Gordon Southern's A Brief History of History

Delivering his show in the style of a history lecture, Gordon Southern attempts to take the audience through history as we know it in its entirety in one single hour. Realising he has set himself quite a grand task, the cheerfully upbeat comedian jumps straight into pre-history, followed by evolution, the Egyptian era, the Greek and Roman Empires and, of course, the Spartans.

Taking small breaks in between his energetic, fast-paced set to hand out gold stars to selected ‘pupils’ and generally interact with audience members, he soars through the birth and death of Jesus Christ - comparing his death at 33 with drummers John Bonham and Keith Moon who also died at the same age - before covering the middle ages, all 800 years, in a 90 second rap, or as he calls it, “lyrical, historical truth bombs”. At record speeds, he talks through the creation of Islam, Vikings and how the 100 Years War as essentially a very long game of Dungeons and Dragons - a surprisingly convincing argument.

His little asides of historical royal rumbles, featuring Attila The Hun vs. Genghis Khan, among others, are a definite highlight, and added a bit of fun to our rather dark and dreary history. With the use of multimedia - a slide show and a small and often misbehaving soundboard - giving his stand up performance a bit more substance, he then talked us through some historical figures such as Leonardo Di Vinci with his many great inventions and Christopher Columbus with his not entirely exclusive discovery of the Americas. Admitting to missing out huge chunks of his set, Southern stormed ahead, trying to keep a steady flow to his rather slapdash performance, though at times it was obvious his mind was busy trying to remember what came next, which was distracting to watch.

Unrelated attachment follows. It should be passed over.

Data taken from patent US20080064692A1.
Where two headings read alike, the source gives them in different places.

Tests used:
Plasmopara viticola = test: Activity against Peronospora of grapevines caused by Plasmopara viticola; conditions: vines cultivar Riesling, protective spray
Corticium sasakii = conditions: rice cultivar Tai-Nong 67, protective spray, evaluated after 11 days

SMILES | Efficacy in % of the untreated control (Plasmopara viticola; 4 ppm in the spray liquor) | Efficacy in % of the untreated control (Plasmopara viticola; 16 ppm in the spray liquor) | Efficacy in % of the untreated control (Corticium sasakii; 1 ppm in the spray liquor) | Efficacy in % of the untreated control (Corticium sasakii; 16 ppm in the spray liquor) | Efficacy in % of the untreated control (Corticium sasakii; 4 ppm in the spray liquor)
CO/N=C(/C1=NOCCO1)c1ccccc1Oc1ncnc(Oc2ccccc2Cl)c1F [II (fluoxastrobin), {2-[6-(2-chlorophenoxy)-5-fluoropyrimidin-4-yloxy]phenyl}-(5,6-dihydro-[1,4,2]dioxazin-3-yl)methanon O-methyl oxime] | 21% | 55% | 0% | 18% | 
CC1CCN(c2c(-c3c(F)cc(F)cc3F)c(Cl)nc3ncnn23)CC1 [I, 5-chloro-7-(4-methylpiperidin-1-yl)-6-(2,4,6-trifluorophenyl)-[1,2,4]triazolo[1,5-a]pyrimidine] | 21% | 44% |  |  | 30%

Almost gasping for breath at this stage, Southern takes one last long sprint through the following decades, covering the rise and fall of the Soviet Union, the Great Depression and its current re-run, and how historians absurdly claim that the end of the Cold War in 1989 marked the end of history itself. Citing technology as one of the best things about history, he credits Wikipedia for the existence of his whole show. Rather bizarrely he finishes with some moments from his own history which is a bit of an anti-climax.

This is a good show with a few good laughs in it but if you decide not to see it, it wouldn’t be the end of the world or of history.

Since you’re here…

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The Blurb

All history. One hour. With jokes. Lightning fast edu-tainment romp. Everything, ever in hardly any detail. Total sell-out Melbourne Comedy Festival 2012. 'Poetic, clever and joyfully freewheeling' **** (Chortle.co.uk).

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